What is Heartworm in Dogs?
Heartworm in dogs is an illness that needs to be carefully observed and treated in order to give your furry pal as many healthful years as possible.
Heartworm in dogs is a parasitic worm that lives in the heart and pulmonary arteries of an infected dog. The worms travel through the bloodstream whilst causing harm to arteries and organs as they go. After the initial infection, it can take about six months to ultimately complete their journey to the vessels of the lung and the heart chamber. In most dogs with heartworm, several hundred worms can live in one dog for five to seven years.
More details about the early signs of heartworm and what are the causes of heartworm and treatments for heartworm in dogs can be found on this web page.
Symptoms of Heartworm in Dogs
Heartworm can cause noticeable changes in your dog’s wellbeing and behaviour. There are several early signs and symptoms of heartworm which you can observe in your pet. We have noted some of the common heartworm symptoms in dogs, below.
- Exercise Intolerance
- Weight Loss
- Greasy or Dry Hair
- Muscle Loss
- Fatigue after only moderate exercise
Disclaimer: The information presented on this web page is designed to help inform you of heartworm. It is not meant to replace the veterinary diagnosis or treatment for heartworm. If you have any concerns or questions about your canine’s health or possible symptoms, make to contact and consult with your vet right away.
The Main Causes of Heartworm in Dogs
To understand and treat heartworm in dogs, we need to understand the underlying causes of heartworm in dogs. This can help a pet parent prevent heartworm occurring in the first place or again.
Heartworms in dogs are transmitted from animal to animal by mosquitoes.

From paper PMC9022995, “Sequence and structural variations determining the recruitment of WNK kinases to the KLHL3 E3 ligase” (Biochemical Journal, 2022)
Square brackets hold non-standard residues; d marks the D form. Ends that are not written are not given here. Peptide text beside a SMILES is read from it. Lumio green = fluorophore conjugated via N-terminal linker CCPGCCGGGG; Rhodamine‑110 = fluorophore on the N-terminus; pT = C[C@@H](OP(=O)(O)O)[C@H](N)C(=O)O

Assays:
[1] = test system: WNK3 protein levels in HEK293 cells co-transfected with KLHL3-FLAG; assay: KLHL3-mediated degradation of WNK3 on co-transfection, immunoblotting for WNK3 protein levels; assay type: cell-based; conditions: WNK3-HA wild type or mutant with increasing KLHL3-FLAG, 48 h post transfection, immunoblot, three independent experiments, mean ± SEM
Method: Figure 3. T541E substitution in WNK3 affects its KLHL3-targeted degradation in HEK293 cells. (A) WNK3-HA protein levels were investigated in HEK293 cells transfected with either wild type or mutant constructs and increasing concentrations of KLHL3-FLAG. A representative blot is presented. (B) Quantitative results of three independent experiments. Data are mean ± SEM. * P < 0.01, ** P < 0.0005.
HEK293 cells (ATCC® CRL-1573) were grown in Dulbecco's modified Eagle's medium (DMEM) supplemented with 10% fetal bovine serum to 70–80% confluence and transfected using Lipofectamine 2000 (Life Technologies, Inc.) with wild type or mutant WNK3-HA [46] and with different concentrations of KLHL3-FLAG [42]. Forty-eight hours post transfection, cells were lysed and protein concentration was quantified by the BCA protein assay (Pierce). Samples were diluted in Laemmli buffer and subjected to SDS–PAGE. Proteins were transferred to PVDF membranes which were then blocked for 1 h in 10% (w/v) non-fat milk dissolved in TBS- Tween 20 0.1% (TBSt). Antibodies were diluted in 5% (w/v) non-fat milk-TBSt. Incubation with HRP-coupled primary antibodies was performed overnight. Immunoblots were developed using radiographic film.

Diagnosing Heartworm in Dogs
No one knows your dog better than you do and therefore it is critical that your dog be checked properly by a vet annually.
Heartworm disease in dogs is diagnosed by a vet administered blood test, examination, radiographs or ultrasound.
To prevent heartworm in dogs, all dogs should be routinely screened with a blood test for heartworm either annually in spring or before being placed on a new prescription for a heartworm preventative.
For dogs at risk of getting heartworm, more frequent visits to the vet clinic recommended.
Preventing Heartworm in Dogs
Stopping heartworm in dogs is always better than treating it, therefore let’s explore ways to prevent heartworm in dogs rather than treating it.
To not to appear weak or susceptible to predators, the natural survival instincts make pets conceal illnesses. This means comprehensive physical examinations by a qualified veterinarian are crucial to keep your family pets healthy. Normally, blood and urine tests carried out by your vet are needed to get the total picture of your pet’s health. These preventive checks actions will diagnose any health issue sooner making treatment more effective and less costly and, more significantly, will help your pet live a longer, healthier life.
Heartworm in dogs can be prevented, easily, with an inexpensive, chewable pill or topical medication available from your vet. The pills for heartworm or topical are normally given monthly and can be given to dogs under 6 months of age without a blood test. Older dogs must be screened for heartworm disease prior to starting medication.
Most vets recommend keeping your dog on the medication for heartworm all year long. Not only does this avoid errors, but many of the products also prevent other intestinal parasites in dogs.
Treatment for Heartworm in Dogs
After the diagnosis of heartworm in your dog, a thorough examination of the infected dog by a vet should be conducted to evaluate the best course of treatment of heartworm and the potential risks involved.
The most common course of treatment for heartworm in dogs is a series of injections of drugs called adulticides into the dogs muscles. This cure has a high success rate, however it usually requires hospitalization.
All treatment protocols for heartworm in dogs require several weeks of exercise restriction after treatment and are not without risk. Heartworm disease prevention is a much better and safer option.
After the treatment for heartworm, your dog should be placed on a preventative medication for heartworm to reduce the risk of future infection.
Talk to your vet to find out more about how to treat heartworm in dogs.